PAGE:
Part of the complication for me is in the birth of my son. From the time I got pregnant with him, I forced myself to believe my husband would just keep on going. I'd reached a point of accepting those other losses and we had reached a point as a couple where we relied on our friendship and worked together to be the best parents we could. After Elijah was born, even though my husband's condition had not improved, I somehow had hope. We got a minivan two weeks after Elijah was born and five weeks after that purchase I went back to work. One week after that, two months from the day I had our son, I came home and Thomas was dead. A couple of days later, I remember thinking, "We have this baby and you do this now? Really?" Elijah though was an unexpected blessing. He wasn't a child we planned like his sister, but like her, we loved him. He had our hearts from the start.

Ariana was almost 7 years-old and we'd gotten into a pretty good routine before I got pregnant. I had somewhat prepared myself to do this with two children with minimal help from Thomas. He was doing more of what he could to help with our daughter during my pregnancy and in those first eight weeks our son was here, but he really didn't have much energy after working and I accepted that. He also held our son quite a bit and that is significant because in those early weeks he hardly held our daughter at all. He claimed she was too small and delicate. I wondered why the difference, but didn't think too much about it. Thomas now had a very strict lifting limit. It was so strict that Elijah would reach that weight at 3 months old, just one month after Thomas' death, so when this was happening, I figured he wanted to hold him while he could.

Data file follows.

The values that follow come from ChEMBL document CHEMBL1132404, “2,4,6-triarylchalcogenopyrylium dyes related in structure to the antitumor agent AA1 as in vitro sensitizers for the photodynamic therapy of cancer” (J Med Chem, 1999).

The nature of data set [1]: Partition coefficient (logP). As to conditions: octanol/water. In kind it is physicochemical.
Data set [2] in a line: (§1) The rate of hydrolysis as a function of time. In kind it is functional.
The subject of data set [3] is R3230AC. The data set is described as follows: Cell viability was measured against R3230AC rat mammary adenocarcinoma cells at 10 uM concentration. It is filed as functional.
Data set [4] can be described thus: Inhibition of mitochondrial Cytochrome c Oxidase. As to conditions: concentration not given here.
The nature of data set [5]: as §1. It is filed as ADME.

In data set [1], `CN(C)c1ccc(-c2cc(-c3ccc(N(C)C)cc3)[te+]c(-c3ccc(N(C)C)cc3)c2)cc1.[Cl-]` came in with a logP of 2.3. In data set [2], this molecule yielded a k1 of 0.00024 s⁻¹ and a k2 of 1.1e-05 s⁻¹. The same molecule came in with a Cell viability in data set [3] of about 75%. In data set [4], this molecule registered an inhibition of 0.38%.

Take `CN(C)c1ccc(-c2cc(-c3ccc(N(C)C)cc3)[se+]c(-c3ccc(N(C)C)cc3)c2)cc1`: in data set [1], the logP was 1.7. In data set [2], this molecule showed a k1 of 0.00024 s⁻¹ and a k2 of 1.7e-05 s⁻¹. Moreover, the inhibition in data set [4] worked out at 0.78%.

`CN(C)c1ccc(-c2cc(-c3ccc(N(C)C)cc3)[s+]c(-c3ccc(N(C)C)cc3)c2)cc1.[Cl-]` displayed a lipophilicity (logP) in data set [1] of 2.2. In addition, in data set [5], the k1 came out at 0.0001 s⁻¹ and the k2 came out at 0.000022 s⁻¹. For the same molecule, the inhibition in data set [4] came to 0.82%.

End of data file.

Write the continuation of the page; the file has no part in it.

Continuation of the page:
Elijah has lessened the blow of this tragedy in a lot of ways. Both of my children have, but in truth, I looked at him and Ariana and realized I had no idea how I was going to do this with their father actually gone. He'd had too many close calls to count, but the finality of it all is the difference. When he was here I had occasion to get a glimpse of the man I married and now that's gone. When I hated sleeping alone, not being held at night and when I hated being celibate, I tried to be grateful he was just here to talk to. Now he's not here for that. I could not anticipate what that would be like because he talked a lot. That was all we could do really so we did a lot of it. When I need to make a decision outside of the areas we talked about, he's not here to ask what to do. There is way less room for error with children in your arms and no spouse at your side or an ex across town, across the state or wherever.

And I had a dream that might have warned me. I dreamt once that I was widowed and living alone with my daughter and an infant son. I woke up and figured that must have been someone else. Why? The people in the dream looked like us, talked like us, had our names. Why? I had not yet gotten pregnant and did not anticipate getting pregnant. Elijah was conceived on a trip we took in April of 2009 and we had not had any kind of baby making activity in over a year at that point. I dismissed the dream and didn't mention it to anyone, not even Thomas. I was standing downstairs with some friends waiting for him to be removed from the house when I remembered it. I looked at my son and thought, "Holy Crap!"